In general its not a good idead to drive in part time mode while on pavement that doesn't allow the tires to slip. However, half ice would probably be ok, so long as you keep half the vehicle on the ice to allow the tires on that side to slip when necessary.

    2) In 70xxx miles on my '97, I don't recall having the rotors replaced. I think I've had them turned once or twice, but thats about it. Others may have different experiences.

    3) Classic "electrical problem"? Hmmm. In '97, (the most recent redesign), they did change the design of the wiring harness, so maybe they were having some sort of a shorting problem in prior years. I seem to recall something about the dash lights goin out. Other than that, there's been a recall on the fuel sending unit (which has been known to read 1/4 full when actually empty) and another recall on something for the airbag (inertia senser I think). Thats about it. I haven't been having any "electrical problems".
  • 2ndgsr2ndgsr Member Posts: 3
    This is going to sound stupid but...

    I'm thinking of buying a '98 Sport from a dealer. I've been driving Cherokees my entire driving career. Parents had a '79, then an '86, then my mom got a '92 along with my dad's '86, and now they are still driving the '92 and they replaced the '86 with a '96. (Oh and then there was my '85 CJ-7)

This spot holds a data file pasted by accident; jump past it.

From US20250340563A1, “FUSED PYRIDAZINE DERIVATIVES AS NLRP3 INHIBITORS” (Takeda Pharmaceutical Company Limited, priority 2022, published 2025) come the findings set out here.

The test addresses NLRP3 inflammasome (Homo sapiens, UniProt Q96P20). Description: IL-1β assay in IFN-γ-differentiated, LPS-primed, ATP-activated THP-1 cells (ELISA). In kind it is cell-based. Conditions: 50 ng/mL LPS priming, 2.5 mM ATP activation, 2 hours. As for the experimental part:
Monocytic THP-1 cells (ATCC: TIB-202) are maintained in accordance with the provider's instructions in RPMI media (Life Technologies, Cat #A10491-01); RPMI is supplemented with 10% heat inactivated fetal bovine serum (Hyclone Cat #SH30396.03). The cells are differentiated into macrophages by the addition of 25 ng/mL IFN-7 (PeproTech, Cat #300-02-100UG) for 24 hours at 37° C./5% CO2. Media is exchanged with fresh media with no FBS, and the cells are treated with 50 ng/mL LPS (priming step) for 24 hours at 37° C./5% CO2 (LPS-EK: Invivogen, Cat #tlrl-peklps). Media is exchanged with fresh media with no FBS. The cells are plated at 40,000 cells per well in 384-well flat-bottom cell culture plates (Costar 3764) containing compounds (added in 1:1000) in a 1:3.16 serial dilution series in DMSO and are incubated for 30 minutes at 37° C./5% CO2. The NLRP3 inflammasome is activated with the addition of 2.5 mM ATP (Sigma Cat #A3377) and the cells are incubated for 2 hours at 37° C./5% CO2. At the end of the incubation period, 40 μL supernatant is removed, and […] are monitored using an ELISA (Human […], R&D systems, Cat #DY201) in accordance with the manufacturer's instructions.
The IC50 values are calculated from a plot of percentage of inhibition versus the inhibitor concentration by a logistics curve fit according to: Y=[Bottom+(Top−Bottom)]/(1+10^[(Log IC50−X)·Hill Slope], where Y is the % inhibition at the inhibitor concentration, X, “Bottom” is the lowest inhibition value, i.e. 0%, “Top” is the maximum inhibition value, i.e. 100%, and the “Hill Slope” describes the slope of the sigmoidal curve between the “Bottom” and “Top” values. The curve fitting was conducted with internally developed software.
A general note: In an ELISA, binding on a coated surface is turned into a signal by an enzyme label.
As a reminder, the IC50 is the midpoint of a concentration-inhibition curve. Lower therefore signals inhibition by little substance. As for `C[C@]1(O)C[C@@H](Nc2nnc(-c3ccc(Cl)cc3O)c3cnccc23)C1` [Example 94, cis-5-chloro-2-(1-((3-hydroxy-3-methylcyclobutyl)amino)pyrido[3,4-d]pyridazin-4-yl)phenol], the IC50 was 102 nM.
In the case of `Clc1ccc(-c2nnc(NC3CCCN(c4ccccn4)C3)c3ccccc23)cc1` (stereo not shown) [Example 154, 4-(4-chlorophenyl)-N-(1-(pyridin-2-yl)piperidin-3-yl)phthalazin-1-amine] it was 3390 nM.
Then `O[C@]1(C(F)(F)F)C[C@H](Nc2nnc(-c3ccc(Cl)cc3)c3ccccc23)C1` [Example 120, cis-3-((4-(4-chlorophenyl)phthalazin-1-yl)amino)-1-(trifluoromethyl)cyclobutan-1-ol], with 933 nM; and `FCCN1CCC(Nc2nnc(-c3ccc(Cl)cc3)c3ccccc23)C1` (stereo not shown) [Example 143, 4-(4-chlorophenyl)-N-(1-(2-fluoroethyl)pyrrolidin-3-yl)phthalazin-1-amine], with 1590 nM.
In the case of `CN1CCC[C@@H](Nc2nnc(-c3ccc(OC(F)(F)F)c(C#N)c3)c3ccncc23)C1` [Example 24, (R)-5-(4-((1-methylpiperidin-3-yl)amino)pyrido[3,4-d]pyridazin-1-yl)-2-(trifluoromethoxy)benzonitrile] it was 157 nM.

Anyway, I'm looking a '98 Sport. 2 door. Crank winows, and manual locks. I only ask this as a curiousity, but how difficult is it to retro-fit power locks if I wanted to install an alarm with keyless entry? Does Jeep have the wiring in there already or would I have to string my own to the fuse box?

    (Spoiled with a fully loaded Integra GS-R for the last few years)
  • driverleblancdriverleblanc Member Posts: 2
    I appreciate the feedback and may go ahead and buy it soon. Especially thanks for the description of the 4wheel system, it sounds like the Command Track option is less than the Selectrack option. I am planning to get the vehicle anyway. $16,500, 35,000miles.

    Any other opinions on a 98 Cherokee Classic from this Cherokee community?
  • sebring95sebring95 Member Posts: 3,241
    Well, I guess it comes down to money, but I considered a used one myself. I picked up a 01 4X4 4-door sport (new) for $20,500 with alot of options (tow, tint, wheels, fogs) beyond the normal equipment. I think I could have saved about $1000 without all that extra stuff. I'm not sure what the classic has that's so much different than the sport. I looked at sports a few years old and the savings was between $3,000-$5,000 which wasn't substantial to me mainly because of the amount of miles I drive. I'd rather start at zero than 36K. I've had it 6 weeks/4300 miles and it does the job quite well.